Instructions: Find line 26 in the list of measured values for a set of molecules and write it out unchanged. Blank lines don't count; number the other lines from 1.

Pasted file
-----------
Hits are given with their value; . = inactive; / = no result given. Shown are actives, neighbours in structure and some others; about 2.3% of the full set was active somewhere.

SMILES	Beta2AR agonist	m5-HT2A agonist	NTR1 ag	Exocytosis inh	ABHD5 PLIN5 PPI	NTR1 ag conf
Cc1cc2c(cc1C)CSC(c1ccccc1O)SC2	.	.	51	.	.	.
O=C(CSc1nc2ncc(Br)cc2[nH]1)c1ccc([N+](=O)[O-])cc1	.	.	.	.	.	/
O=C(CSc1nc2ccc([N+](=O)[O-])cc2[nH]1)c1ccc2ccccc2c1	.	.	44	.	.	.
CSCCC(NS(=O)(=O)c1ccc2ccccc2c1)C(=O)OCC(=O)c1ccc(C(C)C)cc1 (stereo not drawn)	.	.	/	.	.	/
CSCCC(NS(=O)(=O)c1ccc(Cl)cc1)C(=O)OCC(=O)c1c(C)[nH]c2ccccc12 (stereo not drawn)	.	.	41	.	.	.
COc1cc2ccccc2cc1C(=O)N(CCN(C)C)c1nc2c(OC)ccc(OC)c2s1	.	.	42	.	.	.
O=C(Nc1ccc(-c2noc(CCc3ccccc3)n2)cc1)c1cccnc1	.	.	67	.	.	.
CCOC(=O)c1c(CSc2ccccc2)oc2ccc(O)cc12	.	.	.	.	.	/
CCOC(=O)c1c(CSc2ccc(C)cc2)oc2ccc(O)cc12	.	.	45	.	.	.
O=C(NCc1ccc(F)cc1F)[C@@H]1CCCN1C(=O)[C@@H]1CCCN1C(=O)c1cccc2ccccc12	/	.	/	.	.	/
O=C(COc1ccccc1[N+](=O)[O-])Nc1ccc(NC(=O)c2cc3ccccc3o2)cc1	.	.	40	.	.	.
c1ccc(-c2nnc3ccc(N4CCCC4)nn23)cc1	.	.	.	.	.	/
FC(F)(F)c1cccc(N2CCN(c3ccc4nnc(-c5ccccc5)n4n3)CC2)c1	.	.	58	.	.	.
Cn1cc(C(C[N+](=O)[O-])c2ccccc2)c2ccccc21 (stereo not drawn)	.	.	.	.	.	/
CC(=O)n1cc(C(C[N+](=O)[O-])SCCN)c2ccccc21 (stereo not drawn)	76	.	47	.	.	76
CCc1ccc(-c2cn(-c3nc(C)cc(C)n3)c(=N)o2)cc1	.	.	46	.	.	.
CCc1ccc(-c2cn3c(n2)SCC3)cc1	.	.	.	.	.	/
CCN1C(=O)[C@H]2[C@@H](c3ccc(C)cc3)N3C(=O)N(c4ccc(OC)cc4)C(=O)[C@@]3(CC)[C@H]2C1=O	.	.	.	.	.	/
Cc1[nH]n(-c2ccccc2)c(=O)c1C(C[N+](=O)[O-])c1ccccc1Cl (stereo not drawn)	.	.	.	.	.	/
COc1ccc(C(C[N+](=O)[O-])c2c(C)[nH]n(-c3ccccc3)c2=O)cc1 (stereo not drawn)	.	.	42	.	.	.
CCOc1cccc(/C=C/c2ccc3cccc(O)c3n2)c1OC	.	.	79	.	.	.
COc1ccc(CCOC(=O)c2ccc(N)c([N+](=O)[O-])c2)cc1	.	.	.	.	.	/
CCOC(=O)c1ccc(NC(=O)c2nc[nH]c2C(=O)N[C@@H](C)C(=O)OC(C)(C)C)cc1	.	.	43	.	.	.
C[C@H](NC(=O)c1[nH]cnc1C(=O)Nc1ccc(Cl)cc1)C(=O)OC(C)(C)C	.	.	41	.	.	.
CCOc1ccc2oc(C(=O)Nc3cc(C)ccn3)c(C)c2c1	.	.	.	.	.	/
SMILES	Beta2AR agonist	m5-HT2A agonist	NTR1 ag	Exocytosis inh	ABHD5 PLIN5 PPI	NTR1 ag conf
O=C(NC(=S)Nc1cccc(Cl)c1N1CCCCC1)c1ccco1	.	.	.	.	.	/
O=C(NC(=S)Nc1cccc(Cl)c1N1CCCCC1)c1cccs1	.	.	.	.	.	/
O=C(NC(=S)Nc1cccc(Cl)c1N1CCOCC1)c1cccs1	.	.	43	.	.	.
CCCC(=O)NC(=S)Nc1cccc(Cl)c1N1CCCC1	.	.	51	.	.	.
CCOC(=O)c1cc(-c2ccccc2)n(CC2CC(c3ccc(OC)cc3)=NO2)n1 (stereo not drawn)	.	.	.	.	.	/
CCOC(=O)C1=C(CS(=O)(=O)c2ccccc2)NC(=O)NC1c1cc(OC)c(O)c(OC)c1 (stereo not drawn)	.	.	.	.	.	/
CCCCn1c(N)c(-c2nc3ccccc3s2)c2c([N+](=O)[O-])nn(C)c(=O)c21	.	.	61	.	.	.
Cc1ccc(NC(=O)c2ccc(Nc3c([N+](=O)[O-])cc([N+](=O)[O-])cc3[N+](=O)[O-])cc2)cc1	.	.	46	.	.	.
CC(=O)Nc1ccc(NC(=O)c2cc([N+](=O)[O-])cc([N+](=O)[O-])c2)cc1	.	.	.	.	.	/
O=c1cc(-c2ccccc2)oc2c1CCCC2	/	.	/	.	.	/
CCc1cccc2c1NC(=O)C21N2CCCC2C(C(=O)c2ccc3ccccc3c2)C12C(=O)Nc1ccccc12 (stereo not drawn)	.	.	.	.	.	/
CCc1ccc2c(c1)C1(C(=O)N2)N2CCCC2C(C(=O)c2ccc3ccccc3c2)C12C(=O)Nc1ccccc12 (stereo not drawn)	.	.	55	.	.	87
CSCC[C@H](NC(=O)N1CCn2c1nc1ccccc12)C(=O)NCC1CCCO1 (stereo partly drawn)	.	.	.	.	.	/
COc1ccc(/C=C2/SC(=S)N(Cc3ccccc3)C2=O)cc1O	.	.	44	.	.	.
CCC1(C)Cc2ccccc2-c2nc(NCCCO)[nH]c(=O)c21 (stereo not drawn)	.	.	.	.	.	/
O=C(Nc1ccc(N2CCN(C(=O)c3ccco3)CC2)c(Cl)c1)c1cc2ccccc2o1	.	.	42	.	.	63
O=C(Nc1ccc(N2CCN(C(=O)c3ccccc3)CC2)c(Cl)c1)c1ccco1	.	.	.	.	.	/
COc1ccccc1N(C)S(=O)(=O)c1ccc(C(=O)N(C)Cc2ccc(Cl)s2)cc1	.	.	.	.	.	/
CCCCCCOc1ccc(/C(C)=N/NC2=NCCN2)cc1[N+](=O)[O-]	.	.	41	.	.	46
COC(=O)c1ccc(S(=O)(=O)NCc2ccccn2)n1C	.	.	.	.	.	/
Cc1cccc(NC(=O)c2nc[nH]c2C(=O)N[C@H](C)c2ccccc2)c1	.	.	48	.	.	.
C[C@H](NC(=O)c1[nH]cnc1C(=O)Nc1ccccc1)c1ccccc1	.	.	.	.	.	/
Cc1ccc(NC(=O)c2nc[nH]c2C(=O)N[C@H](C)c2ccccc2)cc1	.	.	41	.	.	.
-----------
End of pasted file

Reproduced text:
C[C@H](NC(=O)c1[nH]cnc1C(=O)Nc1ccc(Cl)cc1)C(=O)OC(C)(C)C	.	.	41	.	.	.